Alexis BARRERA-ECHAVARRIA, Petitioner-Appellee, v. Richard H. RISON, Warden, Respondent-Appellant.
Alexis Barrera-Echavarria is an alien who arrived in the United States in 1980 and was ordered excluded and deported in 1985. His deportation has not been possible, however, because neither his country of origin, Cuba, nor any third country, will accept him. With the exception of one brief period in 1992 when Barrera was released on immigration parole, he has been detained on behalf of the Immigration and Naturalization Service (“INS”) in a variety of prisons since 1985.
In 1989, Barrera instituted the present habeas corpus action, arguing that the Attorney General lacks statutory and constitutional authority to detain him indefinitely when it is clear that his deportation cannot be effected within the foreseeable future, and that his continued detention violates rules of international law which have binding domestic force.1 After more than four years of proceedings, the district court granted the writ of habeas corpus, ordering the government to release Barrera on immigration parole. On appeal by the government, a divided panel of this court affirmed.2 A majority of the active, nonrecused judges of this court voted to rehear the case en banc. We now reverse.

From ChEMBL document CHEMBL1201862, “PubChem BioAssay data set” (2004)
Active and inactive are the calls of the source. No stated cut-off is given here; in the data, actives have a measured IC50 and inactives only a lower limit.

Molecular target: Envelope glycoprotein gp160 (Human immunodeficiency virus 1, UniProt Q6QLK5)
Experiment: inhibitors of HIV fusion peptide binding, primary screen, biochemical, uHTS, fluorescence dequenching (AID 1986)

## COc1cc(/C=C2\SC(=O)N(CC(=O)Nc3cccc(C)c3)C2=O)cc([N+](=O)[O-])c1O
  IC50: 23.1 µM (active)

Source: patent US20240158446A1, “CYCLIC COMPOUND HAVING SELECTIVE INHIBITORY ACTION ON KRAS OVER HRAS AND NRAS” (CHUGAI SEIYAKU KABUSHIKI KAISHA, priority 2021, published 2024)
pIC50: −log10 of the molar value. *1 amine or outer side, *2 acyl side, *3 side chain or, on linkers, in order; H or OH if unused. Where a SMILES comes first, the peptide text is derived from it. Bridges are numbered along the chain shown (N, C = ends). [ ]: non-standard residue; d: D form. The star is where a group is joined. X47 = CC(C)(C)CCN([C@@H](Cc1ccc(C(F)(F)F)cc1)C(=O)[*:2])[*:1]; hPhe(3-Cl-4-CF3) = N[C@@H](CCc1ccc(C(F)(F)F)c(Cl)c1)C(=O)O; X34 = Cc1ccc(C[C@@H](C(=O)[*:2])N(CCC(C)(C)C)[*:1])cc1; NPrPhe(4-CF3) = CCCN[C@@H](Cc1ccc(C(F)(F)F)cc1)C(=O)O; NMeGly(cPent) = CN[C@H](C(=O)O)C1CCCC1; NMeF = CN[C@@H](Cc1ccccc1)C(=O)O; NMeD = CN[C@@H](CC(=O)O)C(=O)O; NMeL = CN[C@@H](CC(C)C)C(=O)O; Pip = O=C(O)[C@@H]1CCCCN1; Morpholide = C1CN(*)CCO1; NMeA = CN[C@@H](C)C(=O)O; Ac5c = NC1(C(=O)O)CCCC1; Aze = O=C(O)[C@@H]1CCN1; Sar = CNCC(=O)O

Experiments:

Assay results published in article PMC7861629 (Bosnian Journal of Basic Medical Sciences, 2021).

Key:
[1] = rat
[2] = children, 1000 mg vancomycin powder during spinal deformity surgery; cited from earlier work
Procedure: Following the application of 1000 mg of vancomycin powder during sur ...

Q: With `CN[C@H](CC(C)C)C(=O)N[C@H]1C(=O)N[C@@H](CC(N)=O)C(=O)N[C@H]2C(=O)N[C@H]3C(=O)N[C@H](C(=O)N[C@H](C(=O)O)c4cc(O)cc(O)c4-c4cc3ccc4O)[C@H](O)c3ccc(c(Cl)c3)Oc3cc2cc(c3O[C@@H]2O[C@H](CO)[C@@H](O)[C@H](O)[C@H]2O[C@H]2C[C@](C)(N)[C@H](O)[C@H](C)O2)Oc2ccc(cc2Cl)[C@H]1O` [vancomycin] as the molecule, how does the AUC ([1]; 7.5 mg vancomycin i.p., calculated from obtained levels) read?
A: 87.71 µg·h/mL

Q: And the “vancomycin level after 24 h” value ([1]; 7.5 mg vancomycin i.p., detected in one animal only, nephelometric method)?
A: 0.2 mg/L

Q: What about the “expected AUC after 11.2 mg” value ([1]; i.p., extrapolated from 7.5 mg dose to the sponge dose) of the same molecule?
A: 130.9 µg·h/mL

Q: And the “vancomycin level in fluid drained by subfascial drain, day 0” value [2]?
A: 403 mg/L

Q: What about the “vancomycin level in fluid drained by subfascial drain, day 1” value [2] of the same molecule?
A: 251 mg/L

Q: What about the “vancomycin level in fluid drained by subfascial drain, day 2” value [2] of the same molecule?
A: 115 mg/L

In December 1979, Barrera was jailed in Cuba on a theft charge. While he was awaiting trial, the Mariel boatlift began and Barrera was sent to the United States by the Cuban government. On May 29, 1980, he arrived in Key West, Florida, where he was detained by immigration authorities. Along with the vast majority of the more than 120,000 Cubans who came to the United States, Barrera was released on immigration parole a few months after arriving, pending exclusion proceedings.
After hearings, Barrera was formally denied admission to the United States and ordered excluded and deported in May 1985. As is the case with many of the Mariel Cubans, the Cuban government has consistently refused to readmit Barrera and, as far as the record shows, no third country will take him. He is thus an excluded alien whose deportation is not practicable.
Barrera appears from the record to be an unskilled and somewhat unstable individual, with little formal education. His schooling apparently ended with the sixth grade in Cuba. Since arriving in the United States, he has only sporadically taken advantage of educational opportunities, including Bible study classes and 56 hours of English classes while in Lompoc prison.
Barrera's work history is limited and he appears to have few marketable skills. He worked as a brick mason in Cuba and upon his initial parole into the United States in 1980, he held a number of menial, unskilled agricultural and factory jobs. While he has held some prison jobs, he has a “poor work record.”